Investment schemes, particularly crooked investment schemes – are certainly nothing new. As get-rich-quick techniques, they are among the oldest in the book and, in the right hands, among the most effective. Any such scheme hinges on personalities, on convincing sales pitches, and on a general disregard for the people whose money are being invested. India – and, sadly, many of the people governing India is no stranger to this kind of behavior. Last year saw the implosion of one such scheme in the form of the Osian’s Art Fund, which still has yet to pay back the initial investments it collected through banks like ABM AMRO (now part of RBS).
Some background: The Osian’s Art Fund was launched in 2006 by Neville Tuli as an alternative forum for investment among high net worth individuals. Inspired by the sudden high prices of works by Indian artists in the worldwide secondary art market, the fund was to work like a mutual fund, except it would trade in a pool of valuable art works rather than a pool of stocks. Osian’s was the first such fund founded in India and was followed by several others over the following years.
Within a month of its launch, Osian’s had gathered more than Rs. 100 crore from over 650 investors in 39 cities across India. Many of these investors were encouraged by their banks to invest in the Osian’s scheme. With a 36-month lock-in, the Fund was meant to begin paying out dividends in 2009, with a payment period of just a few months. Now it’s 2014 and many investors are still waiting to receive their payouts. Some haven’t even recouped the money from their investments. Osian’s has since been declared a fraud and banned by the regulatory body the SEBI.
Banks like ABM AMRO/RBS were more than bystanders – they were active participants in a fraudulent investment scheme. At best, these banks and people running them, failed to do their due diligence, which is to say failed egregiously to do the most essential component of their jobs. At worst, they were complicit in what was effectively a Ponzi scheme. In either case, they are no less part of the broken system than the fraudulent fund itself.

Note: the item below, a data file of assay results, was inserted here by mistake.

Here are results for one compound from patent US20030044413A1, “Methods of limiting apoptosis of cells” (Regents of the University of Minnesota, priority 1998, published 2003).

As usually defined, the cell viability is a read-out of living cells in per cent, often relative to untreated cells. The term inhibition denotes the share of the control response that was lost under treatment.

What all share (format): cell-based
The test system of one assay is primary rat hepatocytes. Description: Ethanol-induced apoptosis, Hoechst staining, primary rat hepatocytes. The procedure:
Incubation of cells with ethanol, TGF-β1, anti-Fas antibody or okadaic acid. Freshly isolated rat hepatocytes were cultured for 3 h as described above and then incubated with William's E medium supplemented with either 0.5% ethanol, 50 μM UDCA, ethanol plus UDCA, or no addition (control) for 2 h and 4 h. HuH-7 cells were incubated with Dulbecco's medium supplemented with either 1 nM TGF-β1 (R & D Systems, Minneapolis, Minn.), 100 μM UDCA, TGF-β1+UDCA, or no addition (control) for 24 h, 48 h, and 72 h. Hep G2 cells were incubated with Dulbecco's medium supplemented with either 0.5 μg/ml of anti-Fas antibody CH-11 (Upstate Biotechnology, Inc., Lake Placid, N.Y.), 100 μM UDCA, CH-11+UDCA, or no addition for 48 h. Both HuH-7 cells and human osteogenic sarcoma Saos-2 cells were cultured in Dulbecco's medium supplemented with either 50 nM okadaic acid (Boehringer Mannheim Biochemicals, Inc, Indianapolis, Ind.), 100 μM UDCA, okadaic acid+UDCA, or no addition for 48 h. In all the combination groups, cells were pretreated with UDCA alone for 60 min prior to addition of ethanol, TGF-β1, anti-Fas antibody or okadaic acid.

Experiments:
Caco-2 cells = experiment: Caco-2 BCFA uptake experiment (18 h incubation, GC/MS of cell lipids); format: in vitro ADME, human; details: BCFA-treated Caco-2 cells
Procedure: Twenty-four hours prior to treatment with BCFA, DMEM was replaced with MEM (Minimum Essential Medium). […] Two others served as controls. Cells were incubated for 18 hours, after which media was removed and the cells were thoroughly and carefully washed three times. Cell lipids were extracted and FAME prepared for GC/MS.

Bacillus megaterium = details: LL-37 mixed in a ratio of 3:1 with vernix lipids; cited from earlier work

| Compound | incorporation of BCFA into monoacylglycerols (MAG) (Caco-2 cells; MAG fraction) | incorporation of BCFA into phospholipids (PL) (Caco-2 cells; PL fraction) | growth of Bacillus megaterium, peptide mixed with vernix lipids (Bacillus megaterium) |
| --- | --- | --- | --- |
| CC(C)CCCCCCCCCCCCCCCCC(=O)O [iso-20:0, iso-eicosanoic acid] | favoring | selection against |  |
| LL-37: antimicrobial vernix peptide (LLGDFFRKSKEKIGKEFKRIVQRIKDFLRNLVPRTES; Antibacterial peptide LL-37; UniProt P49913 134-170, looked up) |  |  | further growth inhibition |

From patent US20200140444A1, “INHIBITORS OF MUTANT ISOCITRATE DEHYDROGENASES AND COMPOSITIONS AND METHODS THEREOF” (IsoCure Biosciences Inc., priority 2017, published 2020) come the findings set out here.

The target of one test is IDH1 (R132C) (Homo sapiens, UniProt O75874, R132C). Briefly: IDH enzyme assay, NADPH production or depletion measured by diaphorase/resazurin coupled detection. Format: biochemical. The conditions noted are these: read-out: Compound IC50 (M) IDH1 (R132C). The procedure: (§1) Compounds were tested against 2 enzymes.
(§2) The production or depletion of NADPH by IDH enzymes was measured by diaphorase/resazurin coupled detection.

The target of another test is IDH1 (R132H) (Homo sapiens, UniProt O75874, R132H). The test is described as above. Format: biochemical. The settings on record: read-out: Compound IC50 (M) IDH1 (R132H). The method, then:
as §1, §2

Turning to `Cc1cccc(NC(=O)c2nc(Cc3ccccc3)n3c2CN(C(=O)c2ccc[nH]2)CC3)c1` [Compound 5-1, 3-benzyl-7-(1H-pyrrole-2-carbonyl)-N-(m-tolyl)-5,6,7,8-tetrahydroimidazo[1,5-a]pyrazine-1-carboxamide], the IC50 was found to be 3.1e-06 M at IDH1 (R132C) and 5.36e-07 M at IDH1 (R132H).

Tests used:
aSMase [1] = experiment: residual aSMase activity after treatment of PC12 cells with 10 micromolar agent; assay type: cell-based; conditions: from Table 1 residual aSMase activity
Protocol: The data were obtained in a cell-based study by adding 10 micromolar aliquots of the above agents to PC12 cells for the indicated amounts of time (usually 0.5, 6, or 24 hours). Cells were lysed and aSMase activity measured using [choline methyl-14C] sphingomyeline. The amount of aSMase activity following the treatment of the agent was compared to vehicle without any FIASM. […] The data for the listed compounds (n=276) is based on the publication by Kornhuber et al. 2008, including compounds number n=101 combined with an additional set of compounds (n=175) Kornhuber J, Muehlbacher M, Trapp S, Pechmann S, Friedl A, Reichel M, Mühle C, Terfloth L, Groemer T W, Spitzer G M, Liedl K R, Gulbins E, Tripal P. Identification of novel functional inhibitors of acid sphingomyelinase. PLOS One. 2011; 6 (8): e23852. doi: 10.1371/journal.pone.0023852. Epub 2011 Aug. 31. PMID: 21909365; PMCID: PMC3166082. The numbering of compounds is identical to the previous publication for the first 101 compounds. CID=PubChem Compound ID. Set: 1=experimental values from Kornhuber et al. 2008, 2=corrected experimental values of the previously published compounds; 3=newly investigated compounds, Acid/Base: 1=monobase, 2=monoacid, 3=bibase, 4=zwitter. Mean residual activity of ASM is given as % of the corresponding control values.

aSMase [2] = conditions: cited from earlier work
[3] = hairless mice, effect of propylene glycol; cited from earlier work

It’s irresponsible, to say the least, to promise high returns on a form of investment without any precedent in a given market. It’s far beyond irresponsible to urge people to invest their money in a fund that can’t pass muster with regulatory boards. Everyone don’t need to have years of experience in banking to figure that out.
And yet the heads of these banks do have years of experience. Maybe that’s part of the problem: Like the Wall Street heads who brought America and the world to fiscal crisis, the heads of India’s major banks are part of an establishment that values money over honesty or decency, a bloodsucking system built on cronyism and quick personal gain rather than hard work and accountability.
It’s ironic, then, that Meera Sanyal, the person who in 2006 was acting CEO for ABM AMRO, the bank most frequently implicated in the Osian’s scheme, is today running for elections on a platform of transparency and ethics for the AAP.
The AAP has given India an interesting and exciting year, no doubt. The promises made by AAP leaders in Delhi – namely for a government free from systemic corruption and greed – were appealing to voters everywhere. The prospect of a new style of government swept the AAP to an enervating victory in Delhi. Many people across India saw that moment as a victory for transparency and accountability – and with good reason.
Everyone should be excited about the prospect of a government free from the greed and corruption that has begun to bring India’s miraculous growth to a halt. Corruption is worse than an annoyance: it could be a disaster. But successfully eliminating corruption will take a lot more than voting for a party that uses that gargantuan task as a talking point or platform.
A party can make promises, but it’s up to the people who constitute that party to make changes. It’s important to look carefully at each and every one of those people, the things they claim to stand for, and the things that they have, in fact, done.
The two don’t always match up.
Investment schemes – and particularly crooked investments schemes – are certainly nothing new. As get-rich-quick techniques, they’re among the oldest in the book and, in the right hands, among the most effective.
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Name: Ravi Shankar
Organization: Solution Answers